8 September 2005
It's sitting by the overcoat, the second shelf, the note she wrote, that I can't bring myself to throw away
(The Cookieness herself, before my post, to mollify you for getting bored of Reader Appreciation Week!)
When I was littler it was a lot easier. I periodically fell in love with characters in books. Remember that fantastic bit in Daddy Long Legs where he goes, "Dear Judy, did you not guess that I was your Daddy Long Legs?" I swooned over that part. I inhaled the essences of Mr. Rochester and Mr. Darcy. I wanted them to love me, ME, not that insipid Jane or that rather stick-up-her-ass Elizabeth. Even younger than that, when I read Little House On The Prarie, I wanted to be friends with Laura. I wanted to call my parents Pa and Ma and have "good" venison and eat sugar straight from maple trees and own a calico dress. Ramona Quimby was my pal, so were the girls in Are You There God? It's Me, Margaret.
And then, oh, I read The Catcher In The Rye and of course, like every other woman before me, fell madly and irrevocably in love with Holden Caulfield. I wanted to be the one exhaling smoke "not wolfing it like other women" and I wanted to be that stupid chick, what was her name, Sally, who he calls when he's drunk.
But I never thought in terms of authors. Salinger was a name you know, before he was a godhead. They all became eventual godheads, especially Louisa May Alcott. I visited her home in Boston and since I was the youngest person there who had read the books (I was 11) the guide took me took the attic where she wrote and I ran my fingers over the table and felt a shiver go down my spine. In London (and I'm totally not just doing this post so I can show off about where I've travelled, but still, pretty cool aren't I? :)) I visited Chaucer's grave and the same shiver. But to be fair, it also came when I saw James Douglas Morisson's in Paris (aha--just sneaked that one by you!).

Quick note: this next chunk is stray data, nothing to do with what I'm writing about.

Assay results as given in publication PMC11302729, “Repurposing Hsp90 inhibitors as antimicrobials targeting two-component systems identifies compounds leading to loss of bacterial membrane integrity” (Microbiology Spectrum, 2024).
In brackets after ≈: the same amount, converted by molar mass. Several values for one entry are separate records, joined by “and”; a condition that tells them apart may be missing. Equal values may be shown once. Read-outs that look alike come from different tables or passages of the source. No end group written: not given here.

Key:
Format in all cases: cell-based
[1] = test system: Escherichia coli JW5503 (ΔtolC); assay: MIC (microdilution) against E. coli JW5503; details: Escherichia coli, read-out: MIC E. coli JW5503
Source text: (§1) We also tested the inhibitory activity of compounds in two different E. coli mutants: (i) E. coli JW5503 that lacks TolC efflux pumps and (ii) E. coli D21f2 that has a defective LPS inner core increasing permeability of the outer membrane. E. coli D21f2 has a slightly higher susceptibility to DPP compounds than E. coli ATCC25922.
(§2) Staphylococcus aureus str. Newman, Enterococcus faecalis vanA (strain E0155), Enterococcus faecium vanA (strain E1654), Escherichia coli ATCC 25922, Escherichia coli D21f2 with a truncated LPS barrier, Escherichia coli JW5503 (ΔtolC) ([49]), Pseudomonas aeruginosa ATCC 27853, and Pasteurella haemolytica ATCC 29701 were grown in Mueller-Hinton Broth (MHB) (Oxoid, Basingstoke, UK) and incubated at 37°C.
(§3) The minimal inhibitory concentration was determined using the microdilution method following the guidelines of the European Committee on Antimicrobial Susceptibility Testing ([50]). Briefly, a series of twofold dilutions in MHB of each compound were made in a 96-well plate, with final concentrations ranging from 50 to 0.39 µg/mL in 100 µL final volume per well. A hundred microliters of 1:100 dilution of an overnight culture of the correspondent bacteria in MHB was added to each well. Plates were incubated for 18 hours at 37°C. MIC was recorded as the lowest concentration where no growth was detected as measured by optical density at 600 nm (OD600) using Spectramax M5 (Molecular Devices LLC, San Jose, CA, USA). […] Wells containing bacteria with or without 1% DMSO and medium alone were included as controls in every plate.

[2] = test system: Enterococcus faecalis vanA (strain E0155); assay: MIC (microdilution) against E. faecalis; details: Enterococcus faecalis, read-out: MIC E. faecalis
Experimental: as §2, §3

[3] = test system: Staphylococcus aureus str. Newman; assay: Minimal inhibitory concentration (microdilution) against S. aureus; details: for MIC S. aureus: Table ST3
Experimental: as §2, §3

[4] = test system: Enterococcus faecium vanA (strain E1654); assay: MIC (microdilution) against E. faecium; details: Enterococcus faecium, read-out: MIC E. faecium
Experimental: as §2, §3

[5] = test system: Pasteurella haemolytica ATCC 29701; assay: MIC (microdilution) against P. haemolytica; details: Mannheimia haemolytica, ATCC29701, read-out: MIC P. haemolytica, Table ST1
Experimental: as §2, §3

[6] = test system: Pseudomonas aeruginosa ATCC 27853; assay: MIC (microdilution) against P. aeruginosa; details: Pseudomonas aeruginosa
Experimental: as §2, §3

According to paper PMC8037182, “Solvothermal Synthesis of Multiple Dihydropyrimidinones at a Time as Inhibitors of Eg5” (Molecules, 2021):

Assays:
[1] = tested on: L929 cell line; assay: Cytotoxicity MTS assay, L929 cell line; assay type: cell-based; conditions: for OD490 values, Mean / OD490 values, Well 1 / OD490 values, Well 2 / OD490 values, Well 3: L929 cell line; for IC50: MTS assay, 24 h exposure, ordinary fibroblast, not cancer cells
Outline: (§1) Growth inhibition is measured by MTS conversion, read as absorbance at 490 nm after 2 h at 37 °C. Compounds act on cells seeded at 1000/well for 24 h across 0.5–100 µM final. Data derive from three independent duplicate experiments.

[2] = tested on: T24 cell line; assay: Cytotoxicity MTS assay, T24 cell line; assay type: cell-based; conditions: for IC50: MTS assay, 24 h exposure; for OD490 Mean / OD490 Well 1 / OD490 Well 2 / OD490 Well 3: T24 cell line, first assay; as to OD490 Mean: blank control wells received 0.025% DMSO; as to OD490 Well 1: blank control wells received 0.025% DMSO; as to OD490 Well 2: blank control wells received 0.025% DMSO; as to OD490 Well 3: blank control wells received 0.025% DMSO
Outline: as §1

Anyway, as I was saying, I worshipped writers. Everyone who had a real live book in real live bookstores. Everyone with a cryptic dedication. I almost pissed in my pants with excitement the first time I met Bulbul Sharma. My Sainted Aunts! Dude, and the author right. there. in. front. of. me!
I learnt in college how to take the magic away from writers by decoding their sentences. Still the writers I decoded were mostly dead. And I could still breathe Adrienne Rich's perfume if I bent low enough over my books. I still spoke stormily of Lysistrata and its relevance in today's world. I was a very Serious Young Person.
Then I started working and then I started to cover booklaunches and the business of being a writer and THEN it all changed. Writers were, well, normal people. They didn't come with halos. Some like Sir Vidia, a man known to me only by green library spines, were rather strange. Some were wonderful. But they weren't idols.
I miss being like that--all worshipful. I miss holding the printed word in such reverence. I miss believing everything I read in newspapers. And most of all I miss my godheads. I bet even if I met Louisa May herself, I'd be like, okay, big deal.
I've ruined everything, haven't I, by growing up?